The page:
One of our participants demonstrating the inkle loom weaving technique.

 

Dutch Quarter made from felt alongside information about the bay making process at the Textiles Workshop.

Teasels found near Firstsite, historically used to raise the nap of bay. These were found after we had discussed their use in a Textiles Workshop, and the fact that they were grown in Essex for the bay manufacture. We talked about how they may have used them in the following session. It is fascinating to see elements of Colchester’s history popping up in the town where the concrete has been disturbed.

We would like to say a big thank you to everyone who came along to our Textiles Workshops and practiced the historically significant techniques we have been researching.


 

Workshops with the people of Essex

We have been building a portfolio of the people living in Essex by visiting a variety of communities and teaching them animation skills using felt designs of their faces. The Bangladeshi Women’s Society, the participants at Martello tower (Jaywick), the staff at Level Best, and the community at Bridgeway all expressed their enjoyment of making themselves out of felt and expressing their self-identity through animation. Whilst completing the workshops, we chatted about their experiences in Essex and taught them about the importance of textiles in Colchester, which often encouraged conversations about their textile work or traditions. It has been fascinating to meet many different groups of people and learn about their community and culture.

Participants at our workshops animating their hand-crafted faces.

Want to attend Digital Club?

This term of Digital Club has focused on video game making. We have been learning how games are a powerful way to tell stories, exploring how visual novels can represent real stories and real people in anonymous and emotional ways that have a lasting impact on the player. In one of our most anticipated sessions, we had a video call with Corey Brotherson, who is currently writing the Windrush Tales game. We had a very interesting conversation about how to represent real people and their stories in games, and what elements of gameplay enable the player to understand the experiences of other people. Our current task is to create a game with the theme of ‘journeys’, taking into consideration the lessons learnt about sharing real stories and engaging the player.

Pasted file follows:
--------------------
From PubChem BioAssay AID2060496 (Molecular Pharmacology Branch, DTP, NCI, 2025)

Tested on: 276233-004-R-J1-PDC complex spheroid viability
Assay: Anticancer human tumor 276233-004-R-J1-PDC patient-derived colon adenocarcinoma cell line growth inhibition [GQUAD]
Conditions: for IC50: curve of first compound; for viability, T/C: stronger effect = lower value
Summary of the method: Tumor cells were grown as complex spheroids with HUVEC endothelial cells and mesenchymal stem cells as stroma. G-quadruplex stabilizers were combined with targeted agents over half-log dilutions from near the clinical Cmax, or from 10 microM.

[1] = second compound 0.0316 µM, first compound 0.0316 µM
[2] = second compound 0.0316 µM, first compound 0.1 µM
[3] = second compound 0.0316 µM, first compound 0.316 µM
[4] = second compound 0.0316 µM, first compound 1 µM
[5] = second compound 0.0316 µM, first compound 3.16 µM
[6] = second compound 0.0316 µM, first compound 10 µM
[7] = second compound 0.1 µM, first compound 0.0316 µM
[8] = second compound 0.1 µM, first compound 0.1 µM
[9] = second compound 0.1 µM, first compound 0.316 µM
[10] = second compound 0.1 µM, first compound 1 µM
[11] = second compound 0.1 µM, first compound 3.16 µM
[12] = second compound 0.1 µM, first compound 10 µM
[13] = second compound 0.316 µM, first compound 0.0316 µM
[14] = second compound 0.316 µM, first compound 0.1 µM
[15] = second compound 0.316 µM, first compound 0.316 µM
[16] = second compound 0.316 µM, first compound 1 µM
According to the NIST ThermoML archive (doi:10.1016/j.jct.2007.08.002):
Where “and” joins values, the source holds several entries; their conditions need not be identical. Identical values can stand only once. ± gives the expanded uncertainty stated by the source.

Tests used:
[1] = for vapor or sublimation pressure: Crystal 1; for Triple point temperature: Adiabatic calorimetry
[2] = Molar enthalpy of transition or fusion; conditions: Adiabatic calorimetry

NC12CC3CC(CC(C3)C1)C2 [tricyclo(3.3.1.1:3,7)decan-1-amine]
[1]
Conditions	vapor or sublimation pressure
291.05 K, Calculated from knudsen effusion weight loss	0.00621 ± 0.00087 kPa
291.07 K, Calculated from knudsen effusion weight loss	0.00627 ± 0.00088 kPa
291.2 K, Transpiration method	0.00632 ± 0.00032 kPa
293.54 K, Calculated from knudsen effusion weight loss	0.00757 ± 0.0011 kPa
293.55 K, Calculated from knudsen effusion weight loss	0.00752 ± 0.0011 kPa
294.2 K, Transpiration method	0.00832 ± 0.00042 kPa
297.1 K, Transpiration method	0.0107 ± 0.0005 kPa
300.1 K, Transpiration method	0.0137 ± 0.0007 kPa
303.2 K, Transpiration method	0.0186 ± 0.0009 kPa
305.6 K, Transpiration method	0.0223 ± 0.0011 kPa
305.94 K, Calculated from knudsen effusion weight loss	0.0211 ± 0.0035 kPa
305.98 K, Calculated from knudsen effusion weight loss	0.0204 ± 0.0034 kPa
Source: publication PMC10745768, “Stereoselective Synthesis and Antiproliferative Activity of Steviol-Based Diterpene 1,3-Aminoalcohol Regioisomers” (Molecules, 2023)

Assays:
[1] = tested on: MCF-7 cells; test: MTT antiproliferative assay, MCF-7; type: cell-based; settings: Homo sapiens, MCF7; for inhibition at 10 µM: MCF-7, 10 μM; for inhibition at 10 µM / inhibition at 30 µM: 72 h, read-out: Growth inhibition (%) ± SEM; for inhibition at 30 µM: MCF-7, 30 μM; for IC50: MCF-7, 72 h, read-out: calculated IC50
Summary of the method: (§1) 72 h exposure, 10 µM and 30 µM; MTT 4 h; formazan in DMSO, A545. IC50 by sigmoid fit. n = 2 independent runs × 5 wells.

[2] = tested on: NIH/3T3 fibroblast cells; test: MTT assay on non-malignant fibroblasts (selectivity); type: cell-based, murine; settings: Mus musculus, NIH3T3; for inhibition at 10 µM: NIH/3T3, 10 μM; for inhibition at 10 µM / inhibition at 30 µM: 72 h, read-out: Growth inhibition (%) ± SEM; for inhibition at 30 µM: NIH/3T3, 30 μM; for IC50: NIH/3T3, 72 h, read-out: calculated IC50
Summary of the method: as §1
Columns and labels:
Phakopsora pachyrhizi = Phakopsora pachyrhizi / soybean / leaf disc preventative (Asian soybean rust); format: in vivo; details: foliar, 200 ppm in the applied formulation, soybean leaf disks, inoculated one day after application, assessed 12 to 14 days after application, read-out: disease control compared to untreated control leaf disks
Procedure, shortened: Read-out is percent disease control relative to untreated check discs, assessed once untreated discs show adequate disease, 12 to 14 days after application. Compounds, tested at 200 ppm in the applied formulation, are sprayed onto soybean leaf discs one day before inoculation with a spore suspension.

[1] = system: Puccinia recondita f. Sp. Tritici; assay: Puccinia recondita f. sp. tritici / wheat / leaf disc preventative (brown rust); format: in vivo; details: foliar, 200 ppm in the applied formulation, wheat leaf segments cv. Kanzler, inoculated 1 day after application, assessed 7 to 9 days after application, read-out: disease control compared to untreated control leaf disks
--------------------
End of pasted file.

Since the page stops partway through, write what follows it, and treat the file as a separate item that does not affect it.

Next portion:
Here we were planning a game using BAFTA game idea generator cards to spark our creativity. If you want to give the idea generator a try, you can find their online version here.

Do you want to make your own historical video game? We have a handy guide on how you can do this at home! Click here for more information.

What is coming up and what do we want to learn

Middle Mill oil painting, 1880-1890, Colchester Museum Collections.

We would love to take our textile skills further to understand the process of bay making. We are excited in Digital Club to be making games based on what we have learnt about sharing stories in this medium. We are also looking forward to many upcoming workshops with a range of groups to continue to build our collection of faces whilst learning about the lives and history of the People of Essex. Other exciting opportunities include site visits to the places mentioned in our research, particularly Middle Mill which we walk past in the park every day but have only just learnt about its history. Middle Mill had a fulling mill added to it by 1405, reflecting the expansion of the bay manufacture. We look forward to the new year when we plan on visiting Norwich Strangers’ Museum and Colchester Museum Collections to learn more about bay.

We would love to hear from local textiles and craft artists to learn the history of their craft. We are also looking to get involved with schools, craft groups, migrant communities and anyone who has a relation or interest to our project. If you would like to get involved please email info@signals.org.uk.

By Jenny Harris

Researcher at Signals.